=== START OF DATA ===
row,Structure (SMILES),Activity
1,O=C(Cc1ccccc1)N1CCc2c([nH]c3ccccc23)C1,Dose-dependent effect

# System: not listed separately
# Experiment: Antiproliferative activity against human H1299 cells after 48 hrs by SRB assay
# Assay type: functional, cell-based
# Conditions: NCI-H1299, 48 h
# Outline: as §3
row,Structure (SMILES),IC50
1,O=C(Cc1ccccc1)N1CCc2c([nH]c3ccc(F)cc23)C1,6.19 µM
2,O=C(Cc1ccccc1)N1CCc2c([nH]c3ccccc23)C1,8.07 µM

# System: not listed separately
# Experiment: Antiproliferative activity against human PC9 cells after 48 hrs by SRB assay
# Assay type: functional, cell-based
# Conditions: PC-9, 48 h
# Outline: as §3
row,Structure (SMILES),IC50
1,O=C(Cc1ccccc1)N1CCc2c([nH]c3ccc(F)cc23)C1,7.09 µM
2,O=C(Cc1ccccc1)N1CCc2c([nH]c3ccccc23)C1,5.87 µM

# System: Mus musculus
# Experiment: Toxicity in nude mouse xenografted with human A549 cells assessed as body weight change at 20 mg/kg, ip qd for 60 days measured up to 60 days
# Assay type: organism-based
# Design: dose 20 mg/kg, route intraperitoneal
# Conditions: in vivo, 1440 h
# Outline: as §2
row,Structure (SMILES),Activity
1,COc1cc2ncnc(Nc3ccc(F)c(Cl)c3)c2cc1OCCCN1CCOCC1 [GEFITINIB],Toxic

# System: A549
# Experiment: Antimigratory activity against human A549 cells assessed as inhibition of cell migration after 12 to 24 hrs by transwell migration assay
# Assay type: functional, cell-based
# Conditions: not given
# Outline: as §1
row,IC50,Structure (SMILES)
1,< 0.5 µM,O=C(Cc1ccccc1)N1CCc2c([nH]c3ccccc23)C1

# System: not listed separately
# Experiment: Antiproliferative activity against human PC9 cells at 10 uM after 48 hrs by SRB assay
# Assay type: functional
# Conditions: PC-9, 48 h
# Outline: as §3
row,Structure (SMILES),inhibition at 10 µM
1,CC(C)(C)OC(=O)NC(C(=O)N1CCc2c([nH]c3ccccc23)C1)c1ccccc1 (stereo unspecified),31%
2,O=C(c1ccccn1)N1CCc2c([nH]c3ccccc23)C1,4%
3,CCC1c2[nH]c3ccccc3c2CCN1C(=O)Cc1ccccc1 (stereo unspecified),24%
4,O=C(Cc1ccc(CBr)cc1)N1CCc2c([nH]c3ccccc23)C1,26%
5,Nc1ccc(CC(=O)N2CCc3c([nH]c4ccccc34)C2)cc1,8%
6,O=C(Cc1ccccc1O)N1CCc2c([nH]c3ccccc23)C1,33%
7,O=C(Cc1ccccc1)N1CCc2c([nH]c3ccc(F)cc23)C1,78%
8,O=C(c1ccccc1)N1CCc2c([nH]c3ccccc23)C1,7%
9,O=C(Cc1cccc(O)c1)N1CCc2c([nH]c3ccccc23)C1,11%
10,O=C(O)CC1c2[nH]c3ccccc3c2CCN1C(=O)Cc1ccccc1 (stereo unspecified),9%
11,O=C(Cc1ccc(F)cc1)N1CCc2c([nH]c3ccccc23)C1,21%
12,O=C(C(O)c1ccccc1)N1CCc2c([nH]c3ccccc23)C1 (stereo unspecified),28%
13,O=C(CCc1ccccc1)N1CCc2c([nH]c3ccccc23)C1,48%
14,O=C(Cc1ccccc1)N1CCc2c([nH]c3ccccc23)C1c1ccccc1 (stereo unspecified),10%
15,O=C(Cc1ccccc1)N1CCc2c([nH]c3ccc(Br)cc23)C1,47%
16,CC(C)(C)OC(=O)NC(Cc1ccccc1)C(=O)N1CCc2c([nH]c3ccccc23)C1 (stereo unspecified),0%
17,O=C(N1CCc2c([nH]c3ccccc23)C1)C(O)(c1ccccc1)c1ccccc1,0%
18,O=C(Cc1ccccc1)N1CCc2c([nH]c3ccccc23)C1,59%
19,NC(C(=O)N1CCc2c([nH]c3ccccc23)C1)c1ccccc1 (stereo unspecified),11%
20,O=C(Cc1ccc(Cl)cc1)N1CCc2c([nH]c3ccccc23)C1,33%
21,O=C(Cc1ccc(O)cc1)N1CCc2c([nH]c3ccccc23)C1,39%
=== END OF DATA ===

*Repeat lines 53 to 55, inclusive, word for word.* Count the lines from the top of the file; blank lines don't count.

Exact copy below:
14,O=C(Cc1ccccc1)N1CCc2c([nH]c3ccccc23)C1c1ccccc1 (stereo unspecified),10%
15,O=C(Cc1ccccc1)N1CCc2c([nH]c3ccc(Br)cc23)C1,47%
16,CC(C)(C)OC(=O)NC(Cc1ccccc1)C(=O)N1CCc2c([nH]c3ccccc23)C1 (stereo unspecified),0%